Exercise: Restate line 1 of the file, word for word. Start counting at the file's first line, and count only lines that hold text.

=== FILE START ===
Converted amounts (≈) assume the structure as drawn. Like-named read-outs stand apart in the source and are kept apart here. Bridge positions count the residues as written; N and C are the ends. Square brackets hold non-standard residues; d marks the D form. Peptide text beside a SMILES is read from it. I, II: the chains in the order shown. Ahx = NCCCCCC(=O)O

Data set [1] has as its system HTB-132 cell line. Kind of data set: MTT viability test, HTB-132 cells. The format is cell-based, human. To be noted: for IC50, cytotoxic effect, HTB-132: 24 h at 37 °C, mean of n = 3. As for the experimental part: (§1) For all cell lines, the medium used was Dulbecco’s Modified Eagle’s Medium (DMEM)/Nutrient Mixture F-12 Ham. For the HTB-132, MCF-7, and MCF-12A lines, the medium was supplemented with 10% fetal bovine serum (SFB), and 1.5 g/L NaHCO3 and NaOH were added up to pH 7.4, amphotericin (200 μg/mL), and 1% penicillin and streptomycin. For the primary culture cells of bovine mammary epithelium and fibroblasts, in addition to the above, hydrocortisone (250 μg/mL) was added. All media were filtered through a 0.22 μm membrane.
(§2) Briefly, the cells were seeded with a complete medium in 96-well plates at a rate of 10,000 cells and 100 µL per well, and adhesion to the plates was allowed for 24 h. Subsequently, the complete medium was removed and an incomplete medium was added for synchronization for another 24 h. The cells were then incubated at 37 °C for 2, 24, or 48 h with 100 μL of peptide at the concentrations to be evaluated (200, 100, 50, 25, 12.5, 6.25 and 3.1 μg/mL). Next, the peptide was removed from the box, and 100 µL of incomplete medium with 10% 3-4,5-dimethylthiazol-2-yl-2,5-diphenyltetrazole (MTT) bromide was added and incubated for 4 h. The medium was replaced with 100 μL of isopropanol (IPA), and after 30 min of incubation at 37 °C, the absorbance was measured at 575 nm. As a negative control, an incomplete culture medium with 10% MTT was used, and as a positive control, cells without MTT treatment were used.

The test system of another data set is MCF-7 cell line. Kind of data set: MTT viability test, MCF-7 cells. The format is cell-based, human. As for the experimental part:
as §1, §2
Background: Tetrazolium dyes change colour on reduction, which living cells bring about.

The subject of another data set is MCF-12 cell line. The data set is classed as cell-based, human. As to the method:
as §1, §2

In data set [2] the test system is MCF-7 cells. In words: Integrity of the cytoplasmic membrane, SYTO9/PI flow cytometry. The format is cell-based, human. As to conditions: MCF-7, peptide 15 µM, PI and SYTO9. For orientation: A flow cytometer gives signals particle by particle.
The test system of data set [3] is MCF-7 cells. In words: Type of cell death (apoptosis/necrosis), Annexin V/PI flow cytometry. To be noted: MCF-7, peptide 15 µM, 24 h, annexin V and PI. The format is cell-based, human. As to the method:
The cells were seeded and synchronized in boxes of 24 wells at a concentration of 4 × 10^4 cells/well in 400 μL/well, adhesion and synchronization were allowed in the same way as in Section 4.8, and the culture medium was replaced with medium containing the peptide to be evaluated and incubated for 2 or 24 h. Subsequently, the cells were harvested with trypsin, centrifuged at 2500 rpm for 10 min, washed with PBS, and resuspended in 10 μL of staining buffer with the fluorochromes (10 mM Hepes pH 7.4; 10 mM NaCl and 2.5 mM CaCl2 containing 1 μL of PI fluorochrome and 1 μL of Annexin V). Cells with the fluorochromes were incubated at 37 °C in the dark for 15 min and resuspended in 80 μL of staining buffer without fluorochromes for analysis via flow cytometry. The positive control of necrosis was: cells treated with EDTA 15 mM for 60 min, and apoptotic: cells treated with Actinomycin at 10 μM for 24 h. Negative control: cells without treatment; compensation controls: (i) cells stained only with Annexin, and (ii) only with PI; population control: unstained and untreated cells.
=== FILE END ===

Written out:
Converted amounts (≈) assume the structure as drawn. Like-named read-outs stand apart in the source and are kept apart here. Bridge positions count the residues as written; N and C are the ends. Square brackets hold non-standard residues; d marks the D form. Peptide text beside a SMILES is read from it. I, II: the chains in the order shown. Ahx = NCCCCCC(=O)O